More acquisitions are in the pipeline as Roytman and his global boss, Brian Whipple, seek to "fill the gaps". Accenture Interactive has "a good footprint" in the UK and Australia and is in Germany and Belgium but Roytman notes: "We don’t yet have a [significant creative] presence in places like Spain and Italy." Buying agencies isn’t the only way to expand. Accenture Interactive is hiring talent "aggressively", recruiting Eco Moliterno, a top creative from Brazilian ad agency Africa.

A balance between right and left brain

Roytman has "a big brain", according to Jon Wilkins, executive chairman of Karmarama, who describes him as "very strategic" and "esoteric and leftfield".

Simon Nicholls, a partner at GP Bullhound, the company that advised Fjord and Karmarama when they sold, says: "I’ve always found him to be highly entrepreneurial and very direct with a pretty compelling vision of what the agency of the future ought to look like."

Roytman says his own career path has been about finding "a balance between creativity and technology", between the right and left sides of the brain. He tired of computer programming › because "it felt like it doesn’t use the imagination", so he moved into consulting. He thinks Accenture Interactive has the ideal blend of right and left brain for a digital world.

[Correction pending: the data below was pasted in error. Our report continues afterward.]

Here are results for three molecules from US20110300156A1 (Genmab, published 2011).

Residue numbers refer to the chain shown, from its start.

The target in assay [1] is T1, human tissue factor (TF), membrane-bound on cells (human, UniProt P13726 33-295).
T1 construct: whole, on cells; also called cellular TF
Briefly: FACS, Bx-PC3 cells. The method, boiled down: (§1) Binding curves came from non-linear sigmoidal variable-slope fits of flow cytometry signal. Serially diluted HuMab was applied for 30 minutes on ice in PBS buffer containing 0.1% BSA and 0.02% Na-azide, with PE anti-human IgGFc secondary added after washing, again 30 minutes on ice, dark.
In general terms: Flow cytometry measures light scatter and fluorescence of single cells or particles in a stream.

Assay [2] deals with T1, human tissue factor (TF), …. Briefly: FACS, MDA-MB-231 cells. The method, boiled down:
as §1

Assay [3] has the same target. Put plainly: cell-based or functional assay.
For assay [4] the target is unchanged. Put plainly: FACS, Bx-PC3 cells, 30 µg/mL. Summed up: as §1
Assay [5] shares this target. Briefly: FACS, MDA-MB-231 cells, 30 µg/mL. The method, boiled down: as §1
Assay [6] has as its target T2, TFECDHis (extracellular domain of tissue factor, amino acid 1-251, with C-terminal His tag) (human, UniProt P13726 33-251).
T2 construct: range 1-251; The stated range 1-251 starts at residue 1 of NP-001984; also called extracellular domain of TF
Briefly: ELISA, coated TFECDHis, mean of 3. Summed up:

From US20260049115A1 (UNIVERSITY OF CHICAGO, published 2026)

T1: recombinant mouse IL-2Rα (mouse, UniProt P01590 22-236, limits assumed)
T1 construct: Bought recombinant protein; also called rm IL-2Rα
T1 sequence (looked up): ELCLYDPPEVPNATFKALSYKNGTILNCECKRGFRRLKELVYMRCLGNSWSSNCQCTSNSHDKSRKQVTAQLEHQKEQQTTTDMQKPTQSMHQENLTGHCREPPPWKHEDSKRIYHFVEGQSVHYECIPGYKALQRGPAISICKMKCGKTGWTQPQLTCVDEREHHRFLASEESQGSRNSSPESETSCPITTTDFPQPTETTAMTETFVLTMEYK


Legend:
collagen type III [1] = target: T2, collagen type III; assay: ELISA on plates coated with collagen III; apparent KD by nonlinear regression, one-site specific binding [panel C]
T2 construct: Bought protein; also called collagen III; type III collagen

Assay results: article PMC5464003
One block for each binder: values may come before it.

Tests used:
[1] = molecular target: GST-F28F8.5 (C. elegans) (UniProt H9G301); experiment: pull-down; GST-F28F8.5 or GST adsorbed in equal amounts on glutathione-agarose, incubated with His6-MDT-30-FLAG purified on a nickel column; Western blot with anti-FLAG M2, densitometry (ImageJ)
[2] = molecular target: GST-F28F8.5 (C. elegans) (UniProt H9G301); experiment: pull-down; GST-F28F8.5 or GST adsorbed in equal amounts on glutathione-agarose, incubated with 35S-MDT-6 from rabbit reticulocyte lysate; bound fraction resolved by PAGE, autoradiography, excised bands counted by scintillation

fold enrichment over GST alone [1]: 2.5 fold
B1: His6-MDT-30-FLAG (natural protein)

"The holding companies are trying to become more like us," Roytman says. "They’re trying to become a mixture of consulting plus creativity. They’ve got a big, big challenge. To ensure you have the correct set-up, when you have so many [agency] brands that are not collaborating, that are not integrated, it’s very difficult. They have to collapse themselves and create one P&L."

This bullish talk has not gone down well with the agency holding companies. WPP has said the idea of Accenture and other consultants buying creative agencies is "a bit odd" and questioned if they can simply "buy culture". Roytman says that criticism might have been valid once but the market is changing quickly and "a different kind of leadership" is emerging in consulting.

Accenture Interactive talks about having a "culture of cultures" that allows agencies to keep their identity. "We are not just buying culture," he insists. "We are buying skills and embracing culture. We don’t want uniformity."

Roytman concedes there has been some tension as the creatives and consultants have got to know each other. But Wilkins says he has been surprised to find "a pretty broad church of people" inside Accenture.

The benefit, say agencies that have joined Accenture Interactive, is they work on larger client projects and meet top decision-makers that they could never do on their own.

It’s less easy to find evidence of outstanding creative work. The Monkeys won a direct response Lion at Cannes this year but it was for work done before the agency was sold.